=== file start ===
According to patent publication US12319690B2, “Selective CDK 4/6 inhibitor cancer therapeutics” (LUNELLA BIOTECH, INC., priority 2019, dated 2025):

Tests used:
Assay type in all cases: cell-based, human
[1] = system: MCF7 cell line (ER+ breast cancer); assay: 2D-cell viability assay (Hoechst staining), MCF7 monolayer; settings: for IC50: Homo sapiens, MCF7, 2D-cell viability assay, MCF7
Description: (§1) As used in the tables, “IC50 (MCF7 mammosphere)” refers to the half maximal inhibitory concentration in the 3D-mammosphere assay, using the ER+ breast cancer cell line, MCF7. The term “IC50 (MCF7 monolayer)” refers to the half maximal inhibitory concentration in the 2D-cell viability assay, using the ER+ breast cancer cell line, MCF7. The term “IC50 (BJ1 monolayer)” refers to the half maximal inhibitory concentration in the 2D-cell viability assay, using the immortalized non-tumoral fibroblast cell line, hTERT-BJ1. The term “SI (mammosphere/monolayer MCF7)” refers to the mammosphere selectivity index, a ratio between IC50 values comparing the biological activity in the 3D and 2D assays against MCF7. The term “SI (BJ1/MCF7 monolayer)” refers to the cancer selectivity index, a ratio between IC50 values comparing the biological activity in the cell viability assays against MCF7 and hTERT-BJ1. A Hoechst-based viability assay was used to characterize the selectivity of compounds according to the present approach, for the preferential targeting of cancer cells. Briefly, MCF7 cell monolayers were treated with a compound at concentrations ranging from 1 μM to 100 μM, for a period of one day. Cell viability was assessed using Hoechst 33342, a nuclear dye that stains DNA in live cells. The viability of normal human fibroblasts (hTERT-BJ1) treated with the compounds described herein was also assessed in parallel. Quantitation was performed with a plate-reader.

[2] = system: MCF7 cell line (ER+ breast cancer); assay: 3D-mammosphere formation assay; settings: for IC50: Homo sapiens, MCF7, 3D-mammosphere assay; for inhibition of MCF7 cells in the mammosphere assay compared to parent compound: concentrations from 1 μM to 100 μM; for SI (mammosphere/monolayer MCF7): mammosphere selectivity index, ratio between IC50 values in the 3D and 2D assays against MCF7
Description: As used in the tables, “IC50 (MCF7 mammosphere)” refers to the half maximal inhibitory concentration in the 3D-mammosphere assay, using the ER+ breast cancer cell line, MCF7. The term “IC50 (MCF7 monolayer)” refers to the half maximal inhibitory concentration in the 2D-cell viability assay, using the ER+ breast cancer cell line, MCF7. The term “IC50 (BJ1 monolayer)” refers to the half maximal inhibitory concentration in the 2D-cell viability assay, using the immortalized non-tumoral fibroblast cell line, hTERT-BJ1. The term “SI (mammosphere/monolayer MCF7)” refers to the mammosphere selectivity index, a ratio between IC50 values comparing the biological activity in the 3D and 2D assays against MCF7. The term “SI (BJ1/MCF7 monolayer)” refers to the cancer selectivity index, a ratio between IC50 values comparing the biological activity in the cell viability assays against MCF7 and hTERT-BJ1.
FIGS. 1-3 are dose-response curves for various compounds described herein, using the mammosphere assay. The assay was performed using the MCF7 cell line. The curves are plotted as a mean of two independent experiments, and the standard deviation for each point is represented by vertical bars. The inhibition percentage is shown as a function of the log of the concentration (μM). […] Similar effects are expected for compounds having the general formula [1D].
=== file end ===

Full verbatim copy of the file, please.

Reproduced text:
According to patent publication US12319690B2, “Selective CDK 4/6 inhibitor cancer therapeutics” (LUNELLA BIOTECH, INC., priority 2019, dated 2025):

Tests used:
Assay type in all cases: cell-based, human
[1] = system: MCF7 cell line (ER+ breast cancer); assay: 2D-cell viability assay (Hoechst staining), MCF7 monolayer; settings: for IC50: Homo sapiens, MCF7, 2D-cell viability assay, MCF7
Description: (§1) As used in the tables, “IC50 (MCF7 mammosphere)” refers to the half maximal inhibitory concentration in the 3D-mammosphere assay, using the ER+ breast cancer cell line, MCF7. The term “IC50 (MCF7 monolayer)” refers to the half maximal inhibitory concentration in the 2D-cell viability assay, using the ER+ breast cancer cell line, MCF7. The term “IC50 (BJ1 monolayer)” refers to the half maximal inhibitory concentration in the 2D-cell viability assay, using the immortalized non-tumoral fibroblast cell line, hTERT-BJ1. The term “SI (mammosphere/monolayer MCF7)” refers to the mammosphere selectivity index, a ratio between IC50 values comparing the biological activity in the 3D and 2D assays against MCF7. The term “SI (BJ1/MCF7 monolayer)” refers to the cancer selectivity index, a ratio between IC50 values comparing the biological activity in the cell viability assays against MCF7 and hTERT-BJ1. A Hoechst-based viability assay was used to characterize the selectivity of compounds according to the present approach, for the preferential targeting of cancer cells. Briefly, MCF7 cell monolayers were treated with a compound at concentrations ranging from 1 μM to 100 μM, for a period of one day. Cell viability was assessed using Hoechst 33342, a nuclear dye that stains DNA in live cells. The viability of normal human fibroblasts (hTERT-BJ1) treated with the compounds described herein was also assessed in parallel. Quantitation was performed with a plate-reader.

[2] = system: MCF7 cell line (ER+ breast cancer); assay: 3D-mammosphere formation assay; settings: for IC50: Homo sapiens, MCF7, 3D-mammosphere assay; for inhibition of MCF7 cells in the mammosphere assay compared to parent compound: concentrations from 1 μM to 100 μM; for SI (mammosphere/monolayer MCF7): mammosphere selectivity index, ratio between IC50 values in the 3D and 2D assays against MCF7
Description: As used in the tables, “IC50 (MCF7 mammosphere)” refers to the half maximal inhibitory concentration in the 3D-mammosphere assay, using the ER+ breast cancer cell line, MCF7. The term “IC50 (MCF7 monolayer)” refers to the half maximal inhibitory concentration in the 2D-cell viability assay, using the ER+ breast cancer cell line, MCF7. The term “IC50 (BJ1 monolayer)” refers to the half maximal inhibitory concentration in the 2D-cell viability assay, using the immortalized non-tumoral fibroblast cell line, hTERT-BJ1. The term “SI (mammosphere/monolayer MCF7)” refers to the mammosphere selectivity index, a ratio between IC50 values comparing the biological activity in the 3D and 2D assays against MCF7. The term “SI (BJ1/MCF7 monolayer)” refers to the cancer selectivity index, a ratio between IC50 values comparing the biological activity in the cell viability assays against MCF7 and hTERT-BJ1.
FIGS. 1-3 are dose-response curves for various compounds described herein, using the mammosphere assay. The assay was performed using the MCF7 cell line. The curves are plotted as a mean of two independent experiments, and the standard deviation for each point is represented by vertical bars. The inhibition percentage is shown as a function of the log of the concentration (μM). […] Similar effects are expected for compounds having the general formula [1D].